Values: Freedom, Choice, Respect, Dignity, Inclusion

The BC People First Society (BCPF) is a non-profit provincial organization that is part of the international PEOPLE FIRST movement. We work to make sure that all people are respected and included in communities as full citizens. We do this by supporting each other to speak up for ourselves and others.


Our vision is a diverse community where all people are:

  • included and involved
  • honoured and respected
  • seen for their abilities
  • and supported to participate

Self-Advocates Supporting Self-Advocates

BC People First is run by a Board of (5-10) Directors, all Self-Advocates, representing the province by region and the Executive Board. Director positions are usually 3-year terms. Executive positions are voted on every year, with the President taking a 2-year term. BCPF Members who want to get more involved are invited to join Committees chaired by a member of the Board.


History of the People First movement in Canada

Here are some of the important dates in the history of the development of People First across Canada:


  • 1973 For the first time, people labelled as mentally handicapped come together at a conference in Canada.
  • 1974  Inspired by the British Columbia conference, a conference of self-advocates is held in Oregon. The name “People First” is chosen as a name for the self-advocacy movement.
  • 1974  The first People First group in Canada begins in British Columbia.
  • 1978  A local People First group forms in Prince Albert, Saskatchewan. Groups are active in British Columbia and forming in Alberta.
  • 1979  People First groups form in Brantford and Oakville, Ontario.
  • 1980  Self-advocates in Ontario hold a conference at Mohawk College in Hamilton, Ontario and decide to form a provincial People First organization. People First groups began to form in Manitoba and Saskatchewan.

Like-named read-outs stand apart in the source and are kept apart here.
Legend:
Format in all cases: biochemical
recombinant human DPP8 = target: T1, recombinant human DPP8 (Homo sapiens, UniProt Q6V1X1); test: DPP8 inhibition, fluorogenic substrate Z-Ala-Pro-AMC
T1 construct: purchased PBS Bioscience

• 1981  Provincial conference of People First in Ontario held in Toronto, Ontario. About 650 people attend. International People First Conference in Oregon.
  • 1982  Meeting of self advocates organized at the 1982 World Congress of the International League of Societies for Persons with Mental Handicap in Nairobi, Kenya. Barb Goode represents Canada.
  • 1983  People First of Ontario formed. People First groups have formed in New Brunswick, Nova Scotia, Quebec, Prince Edward Island, and Alberta.
  • 1984  National Self Advocacy Development Project begins. Project soon becomes known as the National People First Project. First issue of the newsletter of the project (“The National Organizer”) comes out in July. International Self Advocacy Leadership Conference in Tacoma, Washington. People First leaders from British Columbia, Quebec, Manitoba, and the National People First Project attend.
  • 1985  British Columbia forms provincial People First organization. In Ontario, there are 34 known groups. First meeting of the Halifax/Dartmouth, Nova Scotia People First group. 1986 Conference of People First leaders from Canada and the United States held in Bolton, Ontario. Self Advocates organize a “Workers Council” in a sheltered workshop in Nova Scotia.
  • 1989 There are 19 People First chapters in British Columbia. Nova Scotia provincial People First group begins. Saskatchewan and Manitoba also have provincial organizations by this time. Founding Convention of People First of Canada. Provincial organizations alive and well in British Columbia, Alberta, Saskatchewan, Manitoba, Ontario, Quebec, New Brunswick, and Nova Scotia. People First of Canada and People First of Ontario host the Third International People First Conference in Toronto. About 1,500 delegates from 34 countries attend the conference.

Today, People First groups from all provinces and territories are represented on the Board of Directors of People First of Canada. In 1996, a history of People First in Canada was published. It is a chapter in a book called New Voices: Self Advocacy by People with Disabilities. The book was edited by Gunnar Dybwad and Hank Bersani, Jr. It is published by Brookline Books in Cambridge, Massachusetts. Bruce Kappel, a volunteer Advisor with People First of Canada wrote the history with a lot of help from Peter Park, Beth French, and Patrick Worth.